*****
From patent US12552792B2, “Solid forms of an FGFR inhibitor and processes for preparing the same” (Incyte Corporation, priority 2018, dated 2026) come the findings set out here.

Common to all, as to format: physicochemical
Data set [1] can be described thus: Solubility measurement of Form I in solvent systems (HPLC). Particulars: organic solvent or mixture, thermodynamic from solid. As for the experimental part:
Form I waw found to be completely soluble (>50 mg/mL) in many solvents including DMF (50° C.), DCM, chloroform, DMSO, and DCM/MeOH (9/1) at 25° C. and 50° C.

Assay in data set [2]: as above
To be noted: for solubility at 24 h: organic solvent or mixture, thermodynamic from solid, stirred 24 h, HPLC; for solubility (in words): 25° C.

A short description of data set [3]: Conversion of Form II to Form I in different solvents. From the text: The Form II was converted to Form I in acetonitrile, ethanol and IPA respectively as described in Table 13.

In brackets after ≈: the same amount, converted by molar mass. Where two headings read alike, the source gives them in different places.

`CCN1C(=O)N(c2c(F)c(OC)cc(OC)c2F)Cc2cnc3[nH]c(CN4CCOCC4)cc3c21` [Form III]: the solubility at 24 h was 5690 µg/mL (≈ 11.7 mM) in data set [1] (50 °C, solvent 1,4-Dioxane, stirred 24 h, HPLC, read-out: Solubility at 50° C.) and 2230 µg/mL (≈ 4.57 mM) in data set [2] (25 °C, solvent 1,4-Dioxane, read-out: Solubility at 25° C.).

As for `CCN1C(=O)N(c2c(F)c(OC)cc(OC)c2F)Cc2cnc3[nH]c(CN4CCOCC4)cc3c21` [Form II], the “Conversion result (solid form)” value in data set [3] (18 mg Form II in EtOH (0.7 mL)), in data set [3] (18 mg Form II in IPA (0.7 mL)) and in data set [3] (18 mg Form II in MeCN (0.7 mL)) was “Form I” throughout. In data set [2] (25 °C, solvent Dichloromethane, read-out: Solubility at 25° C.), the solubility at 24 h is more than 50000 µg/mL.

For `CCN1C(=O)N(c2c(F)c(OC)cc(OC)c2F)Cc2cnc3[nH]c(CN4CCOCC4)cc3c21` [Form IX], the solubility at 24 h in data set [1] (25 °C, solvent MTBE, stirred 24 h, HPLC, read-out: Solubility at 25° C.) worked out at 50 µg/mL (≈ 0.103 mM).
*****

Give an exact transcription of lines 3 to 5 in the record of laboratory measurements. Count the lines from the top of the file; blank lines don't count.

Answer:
Data set [1] can be described thus: Solubility measurement of Form I in solvent systems (HPLC). Particulars: organic solvent or mixture, thermodynamic from solid. As for the experimental part:
Form I waw found to be completely soluble (>50 mg/mL) in many solvents including DMF (50° C.), DCM, chloroform, DMSO, and DCM/MeOH (9/1) at 25° C. and 50° C.

Assay in data set [2]: as above